What, you may ask, is going on? Is this be the same Peter Dunne, leader of the Sensible Party? Yes, it is. Older readers may remember that Peter Dunne did rather well in the 2002 General Election by stressing the virtues of common sense and moderation. The voters flocked to his side. Then they realised that he may be sensible but the rest of his party was barking.
To plagiarise myself, after he left the Labour Party, Peter Dunne formed Future New Zealand, which then merged with United to become United New Zealand. Then United New Zealand merged with another Future New Zealand, to become United Future New Zealand. The party went on to roam the political landscape absorbing other odd little parties, including Outdoor Recreation, who had guns.
For several years Peter Dunne was his party's sole MP but his success in the 2002 election gained him lots of List votes. It was the second Future New Zealand who formed much of the party caucus. Unbeknownst to most voters, they were once called the Christian Democrats. Their ranks included Paul Adams, who fasted to prevent the Civil Unions Bill passing, and 'Doctor' Bernie Ogilvy. Before entering Parliament, most of them seemed to have been youth workers, missionaries or pastors. They were very keen on The Family.
These were not the sort of people to approve of cigarettes and whiskey and wild, wild, women. But their leader was different from them. Like the heroine of Wolf-Ferrari's opera, Susanna's Secret, he had a hidden vice. Whilst his caucus was fretting about Civil Unions and teenage mothers, he would sneak away to sate his desires. As any tobacco addict will tell you, once you have had one you immediately want another. The Dominion Post of 10th August 2002 recorded his transgressions:
Mr Dunne's record on smoking includes being the only MP to vote against the 1997 Smokefree Environments Amendment Bill [which included a proposal to raise the age of sale of tobacco to young people from 16 to 18]; attacking the removal of fines for young people buying tobacco, despite no evidence the fines worked; accusing the Government of "continuing to roll over to the insatiable demands of the [Health Ministry] health police; asking the speaker of the House to investigate ASH for contempt for implying he was under the control of the tobacco industry. The action was dropped when ASH apologised; voting against sending the Smokefree Environments Enhanced Protection Amendment Bill to the Health Select Committee; labelling tobacco control laws a failure.Although Peter had good, clean-living friends in Caucus, by the 2005 election he was hanging around with a bad crowd. He had met the WIN Party and quickly formed an alliance with them. The WIN Party (optimistically named, since their chances of winning anything were very slim) was founded by disgruntled publicans to oppose the Government's ban on smoking in bars. Their aim was to create a patrons' revolution against the nanny state. Somehow, it never happened. Not only that, but Peter lost most of his fundy friends in the election and now is it just him, Gordon Copeland and Judy Turner in Parliament.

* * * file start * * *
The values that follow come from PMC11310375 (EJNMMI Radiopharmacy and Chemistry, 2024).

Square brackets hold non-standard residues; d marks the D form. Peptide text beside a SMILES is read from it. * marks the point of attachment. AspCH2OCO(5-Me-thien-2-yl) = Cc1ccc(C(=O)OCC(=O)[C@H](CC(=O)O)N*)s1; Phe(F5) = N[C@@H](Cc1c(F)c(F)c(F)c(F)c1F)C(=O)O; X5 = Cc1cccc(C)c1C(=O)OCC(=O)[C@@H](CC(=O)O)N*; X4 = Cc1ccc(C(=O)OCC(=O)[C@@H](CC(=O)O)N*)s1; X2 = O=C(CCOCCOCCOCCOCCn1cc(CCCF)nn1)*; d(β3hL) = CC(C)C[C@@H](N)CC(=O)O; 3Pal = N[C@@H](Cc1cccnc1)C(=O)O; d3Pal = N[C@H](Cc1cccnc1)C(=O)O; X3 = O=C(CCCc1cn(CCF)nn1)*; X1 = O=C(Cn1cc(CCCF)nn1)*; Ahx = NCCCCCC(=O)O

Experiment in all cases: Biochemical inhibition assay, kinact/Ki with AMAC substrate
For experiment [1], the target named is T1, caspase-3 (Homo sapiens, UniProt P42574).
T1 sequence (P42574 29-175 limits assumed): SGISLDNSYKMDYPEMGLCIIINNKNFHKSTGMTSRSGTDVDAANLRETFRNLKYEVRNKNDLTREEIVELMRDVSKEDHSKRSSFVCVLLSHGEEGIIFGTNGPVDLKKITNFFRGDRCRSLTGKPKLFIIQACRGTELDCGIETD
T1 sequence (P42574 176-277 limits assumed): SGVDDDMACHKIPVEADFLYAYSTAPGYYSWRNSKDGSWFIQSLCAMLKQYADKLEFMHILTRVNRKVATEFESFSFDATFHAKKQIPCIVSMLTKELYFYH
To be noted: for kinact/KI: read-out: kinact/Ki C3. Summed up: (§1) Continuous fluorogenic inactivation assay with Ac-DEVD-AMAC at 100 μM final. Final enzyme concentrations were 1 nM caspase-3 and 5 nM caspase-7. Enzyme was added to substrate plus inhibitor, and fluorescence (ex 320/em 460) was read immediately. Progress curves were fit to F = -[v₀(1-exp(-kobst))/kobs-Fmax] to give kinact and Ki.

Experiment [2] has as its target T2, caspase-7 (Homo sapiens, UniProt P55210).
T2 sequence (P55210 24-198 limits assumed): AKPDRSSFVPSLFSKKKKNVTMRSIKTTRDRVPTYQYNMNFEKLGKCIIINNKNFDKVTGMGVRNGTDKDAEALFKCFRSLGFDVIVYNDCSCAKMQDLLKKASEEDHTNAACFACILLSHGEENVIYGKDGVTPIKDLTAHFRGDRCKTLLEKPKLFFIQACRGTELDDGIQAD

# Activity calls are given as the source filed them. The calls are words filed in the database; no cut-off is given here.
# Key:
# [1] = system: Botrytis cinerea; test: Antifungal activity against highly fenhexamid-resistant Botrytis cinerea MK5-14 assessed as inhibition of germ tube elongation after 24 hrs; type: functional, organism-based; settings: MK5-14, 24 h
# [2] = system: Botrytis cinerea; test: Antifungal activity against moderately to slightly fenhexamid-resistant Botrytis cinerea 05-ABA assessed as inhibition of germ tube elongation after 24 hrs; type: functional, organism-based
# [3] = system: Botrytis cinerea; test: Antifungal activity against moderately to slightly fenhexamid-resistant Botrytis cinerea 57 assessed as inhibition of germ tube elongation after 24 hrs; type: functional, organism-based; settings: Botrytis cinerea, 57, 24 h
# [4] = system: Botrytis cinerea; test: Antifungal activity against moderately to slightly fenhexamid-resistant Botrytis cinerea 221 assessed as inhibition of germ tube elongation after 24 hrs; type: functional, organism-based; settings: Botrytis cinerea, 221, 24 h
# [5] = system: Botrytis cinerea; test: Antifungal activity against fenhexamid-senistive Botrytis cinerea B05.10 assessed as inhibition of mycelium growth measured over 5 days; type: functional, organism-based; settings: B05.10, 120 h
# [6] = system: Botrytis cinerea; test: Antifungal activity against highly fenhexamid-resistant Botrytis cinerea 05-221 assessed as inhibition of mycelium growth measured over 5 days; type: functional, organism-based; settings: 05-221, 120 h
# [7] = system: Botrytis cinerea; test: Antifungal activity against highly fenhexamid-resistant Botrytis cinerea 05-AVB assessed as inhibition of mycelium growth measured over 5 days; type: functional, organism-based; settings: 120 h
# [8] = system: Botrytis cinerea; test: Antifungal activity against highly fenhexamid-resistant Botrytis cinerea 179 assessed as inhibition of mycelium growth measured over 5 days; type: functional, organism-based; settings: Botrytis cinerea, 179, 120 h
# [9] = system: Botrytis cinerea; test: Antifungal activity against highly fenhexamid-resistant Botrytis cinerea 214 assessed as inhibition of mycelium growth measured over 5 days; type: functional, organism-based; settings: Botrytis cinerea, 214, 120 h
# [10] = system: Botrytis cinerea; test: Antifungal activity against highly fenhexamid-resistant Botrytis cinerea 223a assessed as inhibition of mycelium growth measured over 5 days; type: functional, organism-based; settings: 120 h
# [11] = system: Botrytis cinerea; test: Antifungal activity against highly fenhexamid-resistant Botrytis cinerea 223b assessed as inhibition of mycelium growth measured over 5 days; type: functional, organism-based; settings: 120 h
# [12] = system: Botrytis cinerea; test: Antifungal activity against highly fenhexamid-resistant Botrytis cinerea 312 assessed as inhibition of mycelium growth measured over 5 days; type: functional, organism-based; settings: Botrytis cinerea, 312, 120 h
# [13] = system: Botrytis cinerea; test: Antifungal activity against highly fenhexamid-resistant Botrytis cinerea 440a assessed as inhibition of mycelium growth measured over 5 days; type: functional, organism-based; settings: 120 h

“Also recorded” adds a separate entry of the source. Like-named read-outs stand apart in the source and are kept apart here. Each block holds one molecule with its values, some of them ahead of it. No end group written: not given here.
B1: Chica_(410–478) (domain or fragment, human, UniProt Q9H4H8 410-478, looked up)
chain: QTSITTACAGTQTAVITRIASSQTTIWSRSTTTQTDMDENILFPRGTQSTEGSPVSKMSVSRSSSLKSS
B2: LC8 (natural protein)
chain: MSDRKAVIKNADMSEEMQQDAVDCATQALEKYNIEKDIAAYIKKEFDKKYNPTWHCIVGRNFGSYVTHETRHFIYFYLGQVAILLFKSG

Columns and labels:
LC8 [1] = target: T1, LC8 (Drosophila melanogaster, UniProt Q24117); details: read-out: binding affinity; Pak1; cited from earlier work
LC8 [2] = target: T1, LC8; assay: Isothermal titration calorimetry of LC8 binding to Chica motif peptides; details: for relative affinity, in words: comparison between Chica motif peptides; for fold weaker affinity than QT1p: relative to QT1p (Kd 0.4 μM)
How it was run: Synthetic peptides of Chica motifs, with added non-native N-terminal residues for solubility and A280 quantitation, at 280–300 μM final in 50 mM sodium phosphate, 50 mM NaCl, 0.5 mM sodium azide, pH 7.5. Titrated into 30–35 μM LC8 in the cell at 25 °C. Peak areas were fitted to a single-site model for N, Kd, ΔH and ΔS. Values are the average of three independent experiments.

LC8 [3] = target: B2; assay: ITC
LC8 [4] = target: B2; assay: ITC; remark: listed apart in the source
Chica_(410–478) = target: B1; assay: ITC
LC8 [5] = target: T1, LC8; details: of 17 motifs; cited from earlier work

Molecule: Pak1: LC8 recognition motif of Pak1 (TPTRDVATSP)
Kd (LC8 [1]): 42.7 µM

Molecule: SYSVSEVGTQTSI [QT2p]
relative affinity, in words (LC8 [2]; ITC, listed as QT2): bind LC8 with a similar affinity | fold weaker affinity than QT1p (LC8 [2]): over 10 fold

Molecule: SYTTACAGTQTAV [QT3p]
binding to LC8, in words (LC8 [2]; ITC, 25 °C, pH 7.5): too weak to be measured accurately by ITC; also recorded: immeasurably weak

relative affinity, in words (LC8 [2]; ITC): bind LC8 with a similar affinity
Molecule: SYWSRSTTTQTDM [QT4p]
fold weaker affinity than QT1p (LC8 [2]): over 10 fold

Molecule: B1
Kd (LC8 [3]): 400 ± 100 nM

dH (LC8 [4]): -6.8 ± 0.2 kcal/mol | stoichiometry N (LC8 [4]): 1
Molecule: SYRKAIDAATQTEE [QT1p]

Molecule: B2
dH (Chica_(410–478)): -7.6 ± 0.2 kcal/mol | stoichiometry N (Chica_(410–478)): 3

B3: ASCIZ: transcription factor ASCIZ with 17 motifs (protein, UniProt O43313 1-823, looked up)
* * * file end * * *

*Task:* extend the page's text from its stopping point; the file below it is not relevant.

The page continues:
Mr Dunne's distaste for controls on smoking has earned him the nickname of Peter Dunhill in the smokefree rooms of Parliament. His activities have also attracted the attention of a medical professional: George Thomson of the Department of Public Health at the Wellington School of Medicine & Health Sciences has written on Peter Dunne and tobacco issues.
That is not all. While opposing restrictions on smoking, United Future is vehemently opposed to cannabis. The price of giving its support to the Government was a pledge that there would be no change to the laws on cannabis. This rather irked the Green Party, who had their revenge in Parliament on Wednesday, 15th October 2003.
As Scoop reported at the time, Jeanette Fitzsimmons was refused permission to table a letter in Parliament during question time, during a question to Deputy Prime Minister Michael Cullen from Peter Dunne about the Ministry of Health's funding of anti-tobacco legislation lobbying. The letter was from British American Tobacco in London and read as follows:
Dear Mr Dunne,According to Scoop, Peter Dunne "promptly sought leave to make a personal explanation. He then explained that the letter dated back to 1994 and related to reimbursement of luncheon expenses incurred by himself and his family while on a private visit to the United Kingdom. United Party MP Paul Adams also sought leave to make a personal explanation to explain that the Paul Adams who signed the letter was not him."
Paul Adams has asked me to send you the enclosed £100 to help pay for your "Awayday". I do hope you will enjoy yourselves.
If at all possible, I should be grateful if you could get receipts for your expenses and pass them on to the driver - even large companies have to account for their money!
Enjoy your visit to England.
Secretary to Paul Adams
Leaving aside the Mr Adams' obvious discomfort at being wrongly associated with a tobacco company, this letter raises some interesting questions. BAT were very generous with the lunch money. Admittedly, in The Old Country, an indifferent ploughman's lunch can cost you the best part of a tenner, even if you can find an indifferent ploughman; but a hundred quid would more than cover the costs, even with a couple of bags of pork scratchings, some cheese 'n' onion crisps and some tizer for the kids.
And what is an 'awayday?' British Rail used to offer awaydays, which were off-peak family tickets, but it seems Mr Dunne did not need to let the train take the strain because he had a driver. So it was not just lunch but also a car, supplied by British American Tobacco. Where did they go? What did they see? Did they buy souvenirs? I think we should be told.
I think we should also be asking why it is Mr Robson who is being censured by the Privileges Committee.